The days of big salaries at Auckland Council's business units appear to be numbered with plans to bring them into line with the public sector.

An independent review of the five council-controlled organisations (CCOs) has recommended councillors have some say about CCO chief executives' pay and common salary bands for other staff.

CCO chief executive salaries are currently set by the unelected boards of the CCOs, who often obtain independent advice on comparable salaries in the public and private sector.

Executive salaries rile the public, says Miriam Dean, the QC who headed the review which has made 64 recommendations in a 100-page report released yesterday.

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Many people expressed surprise that the $775,000 salary paid to Watercare chief executive Raveen Jaduram was higher than the $698,000 salary paid to council chief executive Stephen Town, the review said.

Since the three members of the review panel began compiling their report, the council has appointed a new chief executive, Jim Stabback, on a salary of $600,000.

Auckland mayor Phil Goff has said no one in the council group should be paid more than the council chief executive. Jaduram and former Panuku chief executive Roger MacDonald sit outside the mayor's expectation.

Ateed runs the V8 Supercars in Pukekohe. Photo / Nick Reed
Ateed runs the V8 Supercars in Pukekohe. Photo / Nick Reed

The review quoted an unnamed senior council manager who said that on the whole CCOs paid more than for similar roles at the council.

"Some of them may use the same structure, but they do not make the same decisions we make," he said.

The review panel of Dean, consultant Doug Martin and former Manukau City Council chief executive Leigh Auton recommended the council should have a say on CCO chief executives' pay through a formal process that spells out politicians' expectations of them.

"CCOs are, after all, public sector entities, not private commercial companies, and their chief executives' remuneration must reflect this fact," the review said.

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The main recommendation of the review was a merger of Regional Facilities Auckland and Auckland Tourism, Events and Economic Development (Ateed).

The two CCOs both work in the events space and as far back as 2011 a report argued there was too much double-up.

Ateed is responsible for major events like the V8 Supercars and the World Masters Games in 2017. It also runs big cultural festivals like the Lantern Festival, Diwali and Pasifika and sports events like the Auckland Marathon.

Regional Facilities runs the city's major event venues like the Aotea Centre, Civic Theatre, Mt Smart and Western Springs. It also runs the Auckland Art Gallery and Auckland Zoo, and gives money to Auckland Museum, Motat, Stardome and the Maritime Museum.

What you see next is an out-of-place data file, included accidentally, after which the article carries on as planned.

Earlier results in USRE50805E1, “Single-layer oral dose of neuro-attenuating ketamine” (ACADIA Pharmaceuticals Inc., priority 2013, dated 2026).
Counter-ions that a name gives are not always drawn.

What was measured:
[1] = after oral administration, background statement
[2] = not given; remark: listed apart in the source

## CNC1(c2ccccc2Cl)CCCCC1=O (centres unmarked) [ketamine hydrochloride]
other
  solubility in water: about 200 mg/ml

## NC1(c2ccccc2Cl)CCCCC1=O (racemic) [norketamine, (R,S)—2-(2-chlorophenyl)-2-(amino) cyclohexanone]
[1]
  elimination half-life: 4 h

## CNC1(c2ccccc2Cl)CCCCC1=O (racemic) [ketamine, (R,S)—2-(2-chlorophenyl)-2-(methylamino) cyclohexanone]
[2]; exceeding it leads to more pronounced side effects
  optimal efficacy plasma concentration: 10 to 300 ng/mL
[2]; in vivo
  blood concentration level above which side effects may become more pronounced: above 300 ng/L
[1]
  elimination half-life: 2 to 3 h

RFA and Ateed collaborate to attract events to Auckland, and they both run separate convention businesses.

Miriam Dean QC, has chaired the independent review panel. Photo / Ted Baghurst
Miriam Dean QC, has chaired the independent review panel. Photo / Ted Baghurst

Goff said he believed the merger made a lot of sense, saying there are potential savings of $67 million over 10 years, and he supported having one CCO to focus on making Auckland a good place to live, work, visit and invest in.

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He hoped councillors would make a decision on the merger this month, saying if it was approved, the new CCO could be up and running by Christmas.

There is no name for the new CCO, but it could have a simple name like Auckland Live or Auckland Events.

The review found the CCOs mostly worked well but there was a need for the council to provide them with a clear strategic direction and the CCOs to strike a balance between commercial and public interests.

However, the review found often the CCOs and the council were sometimes on different pages when it came to interpreting plans and strategies.

One example was Auckland Transport's adoption of lower speed limits, which "occurred in a strategy vacuum" and met with a backlash from councillors and residents.

The review was crtiical of how Auckland Transport introduced lower speed limits. Photo / Dean Purcell
The review was crtiical of how Auckland Transport introduced lower speed limits. Photo / Dean Purcell

The review also criticised the council for producing plans for the CCOs to follow with no funding to do it, citing local board plans and the Auckland Climate Action Plan.

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One measure in the action plan is "employment in low carbon and climate innovation as a share of employment and GDP in Auckland's economy".

"What this means, let alone how it might be put into practice and measured, is far from clear to us," the review said.

The review said "many councillors, local boards, residents and ratepayers groups complained of CCOs acting with 'too much freedom', but this criticism can be traced back to the lack of well-defined roles and responsibilities".